It is possible that she's right.
But I would like to point out that I don't have an expensive shoe disease. That is, I buy too many shoes, but I don't buy expensive shoes. In fact, when I found out that there were actually people in the world who spent more than $100 on a pair of shoes, that, in fact, some people spend five or ten times that amount on one single pair of shoes, I was appalled. I mean, do you know how many books I could buy for that?! Exactly.
So I buy fairly inexpensive shoes or moderately priced shoes at a deep discount. Shoes that cost less than $50 (sometimes, much less) are my kind of shoes. Of course, this does cause some embarrassment. Have you ever been to one of those markets where they sell shoes for a social or political cause? Either the shoes are made of recycled surfboards or tires, or each pair of shoes puts a village through school or helps bring fresh water to the desert...you know what I mean, right? If you're a concerned global citizen, it can be difficult to resist these shoes because not only do you get that little glow from doing good, but you get to wear the shoes around so that other concerned global citizens can give you the nod of recognition that boosts that little glow.
However, I have to admit that I never buy those shoes. First, most of them are not cute shoes. They are often weird, shapeless things that look like something I could sew myself (which I can't, of course). But even the cute ones cost more than $50. And therefore if I bought a pair, instead of feeling the little glow of satisfaction from fighting world hunger by buying shoes, I'd also feel the little spurt of nausea about spending too much money on shoes I don't even like.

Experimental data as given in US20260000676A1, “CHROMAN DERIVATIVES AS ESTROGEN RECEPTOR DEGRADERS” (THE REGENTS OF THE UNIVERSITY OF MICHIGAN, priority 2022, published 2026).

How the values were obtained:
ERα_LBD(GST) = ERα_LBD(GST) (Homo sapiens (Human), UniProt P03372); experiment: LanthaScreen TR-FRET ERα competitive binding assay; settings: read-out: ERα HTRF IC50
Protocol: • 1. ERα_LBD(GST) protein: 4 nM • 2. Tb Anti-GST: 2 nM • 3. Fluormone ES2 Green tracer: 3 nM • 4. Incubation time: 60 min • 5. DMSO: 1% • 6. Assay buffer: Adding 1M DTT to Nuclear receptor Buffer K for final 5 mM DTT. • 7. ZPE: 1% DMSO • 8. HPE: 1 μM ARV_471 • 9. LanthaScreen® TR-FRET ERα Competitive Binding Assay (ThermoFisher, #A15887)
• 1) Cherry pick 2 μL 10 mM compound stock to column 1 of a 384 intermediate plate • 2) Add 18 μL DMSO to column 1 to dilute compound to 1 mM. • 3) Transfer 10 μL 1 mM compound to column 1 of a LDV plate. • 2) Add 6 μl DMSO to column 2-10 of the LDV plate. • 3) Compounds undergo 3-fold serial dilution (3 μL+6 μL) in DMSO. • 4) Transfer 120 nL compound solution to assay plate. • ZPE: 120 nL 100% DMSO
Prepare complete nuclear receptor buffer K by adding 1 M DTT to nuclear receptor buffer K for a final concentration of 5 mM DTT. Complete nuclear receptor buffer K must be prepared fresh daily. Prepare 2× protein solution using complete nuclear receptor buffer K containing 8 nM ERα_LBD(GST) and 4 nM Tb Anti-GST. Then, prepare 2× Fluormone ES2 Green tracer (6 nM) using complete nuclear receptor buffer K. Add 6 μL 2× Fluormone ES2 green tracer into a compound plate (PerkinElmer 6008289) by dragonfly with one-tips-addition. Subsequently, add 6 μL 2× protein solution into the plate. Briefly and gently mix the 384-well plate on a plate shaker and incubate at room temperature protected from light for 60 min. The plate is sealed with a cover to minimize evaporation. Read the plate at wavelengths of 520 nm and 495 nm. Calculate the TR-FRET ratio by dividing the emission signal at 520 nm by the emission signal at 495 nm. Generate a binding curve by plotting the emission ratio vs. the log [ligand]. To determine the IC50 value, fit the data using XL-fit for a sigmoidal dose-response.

Which leaves me with the glowing nausea. Ick. So I end up sneaking past those booths with the global citizen shoes, trying not to make eye contact with the earnest salespeople.
And I go buy the global citizen jewelry instead. But that's a topic for a future post.
Now, some among you are thinking, "Okay, I get it. You're one of those people who also won't buy the eco-friendly coffee just because it's five times the price of other coffee, right? Do you understand that your consumerism is destroying the planet?!" To which I reply, I'm not allowed to drink coffee anymore, and I recycle and drive a car that gets really good mileage, and I don't buy water in bottles, so lay the frak off, okay? I like cute shoes, dammit.
Now that I've gotten that out, here are ten randomly chosen pairs of my inexpensive shoes for you to enjoy and/or ridicule.
1. Shoes that make me feel like I have wookie feet:
2. The closest I get to those ugly flipflops that I wish would go out of fashion:
3. Funky flower shoes that make me think of the 1970s, except not really:
4. Sandal boots that are inappropriate for both hot and cold weather:
5. You would think that sage green shoes wouldn't go with anything, but then you find out that they go with everything:
7. Rainbow shoes that I've almost worn out:
8. Shoes with puffy bow-things that make me think of 1950s slippers, except not:
9. Another almost flipflops, but much cuter than those ugly rainbow things and not as cheap-looking as the weird sparkly ones:
10. Oh, and taupe wedges! Taupe, which is an awesome color for shoes, unlike nude which looks creepy: